As the business landscape becomes increasingly remote, there’s a huge need to face the problems surrounding mental health, including discrimination. More employees are suffering, and if their workplace doesn’t make them feel safe and supported, thousands of UK workers could be at risk of serious mental health consequences.
Workplace mental illness discrimination can lead to individuals:
Most importantly, it can exacerbate existing mental health issues. As we all know, mental illness can be a fatal disease. It’s vital that we tackle discrimination together to ensure that it doesn’t lead to worst-case scenarios.
Neurodivergence describes differences in how the brain functions. About one in seven British people are neurodivergent, meaning that they’ll have different strengths and weaknesses from the general population and may not see the world in quite the same way. Autism and schizophrenia are well-known examples of neurodivergence.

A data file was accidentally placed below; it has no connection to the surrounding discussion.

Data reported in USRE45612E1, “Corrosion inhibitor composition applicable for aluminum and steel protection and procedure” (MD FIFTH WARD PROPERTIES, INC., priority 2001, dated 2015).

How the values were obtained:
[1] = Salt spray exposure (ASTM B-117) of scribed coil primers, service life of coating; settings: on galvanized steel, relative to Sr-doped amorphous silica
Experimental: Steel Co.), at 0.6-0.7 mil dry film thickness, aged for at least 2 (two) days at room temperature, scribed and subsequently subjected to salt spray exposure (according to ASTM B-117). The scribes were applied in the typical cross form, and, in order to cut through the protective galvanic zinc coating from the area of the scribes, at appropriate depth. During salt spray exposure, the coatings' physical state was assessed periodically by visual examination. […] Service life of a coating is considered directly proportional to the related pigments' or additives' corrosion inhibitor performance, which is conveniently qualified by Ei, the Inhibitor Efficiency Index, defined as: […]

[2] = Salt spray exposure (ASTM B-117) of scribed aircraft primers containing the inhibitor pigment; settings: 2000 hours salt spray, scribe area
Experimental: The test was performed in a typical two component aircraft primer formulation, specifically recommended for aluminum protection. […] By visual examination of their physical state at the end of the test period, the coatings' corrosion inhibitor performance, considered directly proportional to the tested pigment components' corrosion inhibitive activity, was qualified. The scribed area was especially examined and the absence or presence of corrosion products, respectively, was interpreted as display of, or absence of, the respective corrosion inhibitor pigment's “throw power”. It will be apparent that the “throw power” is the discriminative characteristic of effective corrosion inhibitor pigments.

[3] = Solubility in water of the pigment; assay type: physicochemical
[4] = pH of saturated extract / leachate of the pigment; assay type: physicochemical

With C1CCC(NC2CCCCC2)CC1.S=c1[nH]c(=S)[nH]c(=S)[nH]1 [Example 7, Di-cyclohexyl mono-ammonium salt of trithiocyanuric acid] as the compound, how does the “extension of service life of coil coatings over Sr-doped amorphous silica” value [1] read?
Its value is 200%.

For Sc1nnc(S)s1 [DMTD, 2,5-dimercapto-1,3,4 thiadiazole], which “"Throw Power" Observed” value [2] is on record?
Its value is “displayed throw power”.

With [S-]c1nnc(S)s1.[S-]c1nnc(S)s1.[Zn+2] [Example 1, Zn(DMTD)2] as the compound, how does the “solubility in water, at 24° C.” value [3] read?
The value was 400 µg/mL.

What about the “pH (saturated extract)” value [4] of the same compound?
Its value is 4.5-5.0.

In the remote workplace, these conditions must be addressed. When not working face to face, many people who are neurodivergent can struggle more, with a lack of visual aids making communication more difficult and social isolation leading to worse mental health.
It’s also been reported that half of managers would feel uncomfortable hiring a neurodivergent employee. This is blatant discrimination and shows that, though we’ve progressed, the British workplace is still not a welcoming place for those with slightly different brains.
There’s no doubt that mental health discrimination is still alive and kicking, even in the world of remote work. Fortunately, there are plenty of ways that employers and employees can work to stamp it out, giving everyone equal opportunities regardless of their mental health.
The first step is to create a zero-tolerance policy for discrimination. If you’re an employee and your workplace doesn’t have this sort of policy in place, bring it up in a meeting with senior staff members and push for it to become a reality. When a policy is in place, be sure to spread the word so that all staff know and make sure the consequences of discrimination are clear.
All senior staff should be trained in how to support those with mental health issues, too. From knowledge of anxiety treatments to understanding the ins and outs of different mental illnesses, they should know exactly what to do when an employee comes to them for help.